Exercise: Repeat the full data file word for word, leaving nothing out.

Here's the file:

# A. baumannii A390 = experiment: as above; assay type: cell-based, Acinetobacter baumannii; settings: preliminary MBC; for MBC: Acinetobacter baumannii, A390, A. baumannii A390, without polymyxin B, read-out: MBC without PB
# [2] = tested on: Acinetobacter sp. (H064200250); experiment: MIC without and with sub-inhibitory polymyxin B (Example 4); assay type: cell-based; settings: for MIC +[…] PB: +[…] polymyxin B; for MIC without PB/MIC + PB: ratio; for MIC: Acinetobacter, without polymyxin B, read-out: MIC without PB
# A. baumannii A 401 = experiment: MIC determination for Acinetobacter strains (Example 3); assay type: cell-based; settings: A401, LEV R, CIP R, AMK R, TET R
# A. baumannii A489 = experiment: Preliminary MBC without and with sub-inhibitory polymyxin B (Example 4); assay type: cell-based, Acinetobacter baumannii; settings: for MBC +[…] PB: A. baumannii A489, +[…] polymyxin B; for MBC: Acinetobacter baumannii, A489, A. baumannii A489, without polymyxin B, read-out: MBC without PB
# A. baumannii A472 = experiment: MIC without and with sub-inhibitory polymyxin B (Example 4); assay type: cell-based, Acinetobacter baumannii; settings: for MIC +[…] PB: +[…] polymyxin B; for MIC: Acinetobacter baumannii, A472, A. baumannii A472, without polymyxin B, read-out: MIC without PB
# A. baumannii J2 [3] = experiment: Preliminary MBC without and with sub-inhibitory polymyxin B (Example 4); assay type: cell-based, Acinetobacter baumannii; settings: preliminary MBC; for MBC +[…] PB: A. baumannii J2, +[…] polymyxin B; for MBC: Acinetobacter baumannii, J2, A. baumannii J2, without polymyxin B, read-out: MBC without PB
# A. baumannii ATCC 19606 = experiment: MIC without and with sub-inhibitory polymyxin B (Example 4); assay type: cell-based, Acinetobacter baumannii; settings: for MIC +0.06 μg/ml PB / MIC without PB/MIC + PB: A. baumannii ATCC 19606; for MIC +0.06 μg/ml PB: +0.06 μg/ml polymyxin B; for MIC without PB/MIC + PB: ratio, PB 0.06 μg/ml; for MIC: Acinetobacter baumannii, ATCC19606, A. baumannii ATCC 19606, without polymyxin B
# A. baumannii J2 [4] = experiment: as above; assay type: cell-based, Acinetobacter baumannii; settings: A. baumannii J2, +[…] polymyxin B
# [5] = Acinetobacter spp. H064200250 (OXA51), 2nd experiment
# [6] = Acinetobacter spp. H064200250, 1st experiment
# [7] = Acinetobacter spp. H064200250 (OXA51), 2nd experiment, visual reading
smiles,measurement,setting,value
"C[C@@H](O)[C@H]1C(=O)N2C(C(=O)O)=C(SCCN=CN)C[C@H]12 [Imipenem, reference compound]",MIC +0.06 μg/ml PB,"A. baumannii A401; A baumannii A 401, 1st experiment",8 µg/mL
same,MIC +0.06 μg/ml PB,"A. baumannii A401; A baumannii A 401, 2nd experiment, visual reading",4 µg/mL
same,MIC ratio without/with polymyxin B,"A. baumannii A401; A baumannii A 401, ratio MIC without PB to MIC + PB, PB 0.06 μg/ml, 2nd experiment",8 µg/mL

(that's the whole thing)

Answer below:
# A. baumannii A390 = experiment: as above; assay type: cell-based, Acinetobacter baumannii; settings: preliminary MBC; for MBC: Acinetobacter baumannii, A390, A. baumannii A390, without polymyxin B, read-out: MBC without PB
# [2] = tested on: Acinetobacter sp. (H064200250); experiment: MIC without and with sub-inhibitory polymyxin B (Example 4); assay type: cell-based; settings: for MIC +[…] PB: +[…] polymyxin B; for MIC without PB/MIC + PB: ratio; for MIC: Acinetobacter, without polymyxin B, read-out: MIC without PB
# A. baumannii A 401 = experiment: MIC determination for Acinetobacter strains (Example 3); assay type: cell-based; settings: A401, LEV R, CIP R, AMK R, TET R
# A. baumannii A489 = experiment: Preliminary MBC without and with sub-inhibitory polymyxin B (Example 4); assay type: cell-based, Acinetobacter baumannii; settings: for MBC +[…] PB: A. baumannii A489, +[…] polymyxin B; for MBC: Acinetobacter baumannii, A489, A. baumannii A489, without polymyxin B, read-out: MBC without PB
# A. baumannii A472 = experiment: MIC without and with sub-inhibitory polymyxin B (Example 4); assay type: cell-based, Acinetobacter baumannii; settings: for MIC +[…] PB: +[…] polymyxin B; for MIC: Acinetobacter baumannii, A472, A. baumannii A472, without polymyxin B, read-out: MIC without PB
# A. baumannii J2 [3] = experiment: Preliminary MBC without and with sub-inhibitory polymyxin B (Example 4); assay type: cell-based, Acinetobacter baumannii; settings: preliminary MBC; for MBC +[…] PB: A. baumannii J2, +[…] polymyxin B; for MBC: Acinetobacter baumannii, J2, A. baumannii J2, without polymyxin B, read-out: MBC without PB
# A. baumannii ATCC 19606 = experiment: MIC without and with sub-inhibitory polymyxin B (Example 4); assay type: cell-based, Acinetobacter baumannii; settings: for MIC +0.06 μg/ml PB / MIC without PB/MIC + PB: A. baumannii ATCC 19606; for MIC +0.06 μg/ml PB: +0.06 μg/ml polymyxin B; for MIC without PB/MIC + PB: ratio, PB 0.06 μg/ml; for MIC: Acinetobacter baumannii, ATCC19606, A. baumannii ATCC 19606, without polymyxin B
# A. baumannii J2 [4] = experiment: as above; assay type: cell-based, Acinetobacter baumannii; settings: A. baumannii J2, +[…] polymyxin B
# [5] = Acinetobacter spp. H064200250 (OXA51), 2nd experiment
# [6] = Acinetobacter spp. H064200250, 1st experiment
# [7] = Acinetobacter spp. H064200250 (OXA51), 2nd experiment, visual reading
smiles,measurement,setting,value
"C[C@@H](O)[C@H]1C(=O)N2C(C(=O)O)=C(SCCN=CN)C[C@H]12 [Imipenem, reference compound]",MIC +0.06 μg/ml PB,"A. baumannii A401; A baumannii A 401, 1st experiment",8 µg/mL
same,MIC +0.06 μg/ml PB,"A. baumannii A401; A baumannii A 401, 2nd experiment, visual reading",4 µg/mL
same,MIC ratio without/with polymyxin B,"A. baumannii A401; A baumannii A 401, ratio MIC without PB to MIC + PB, PB 0.06 μg/ml, 2nd experiment",8 µg/mL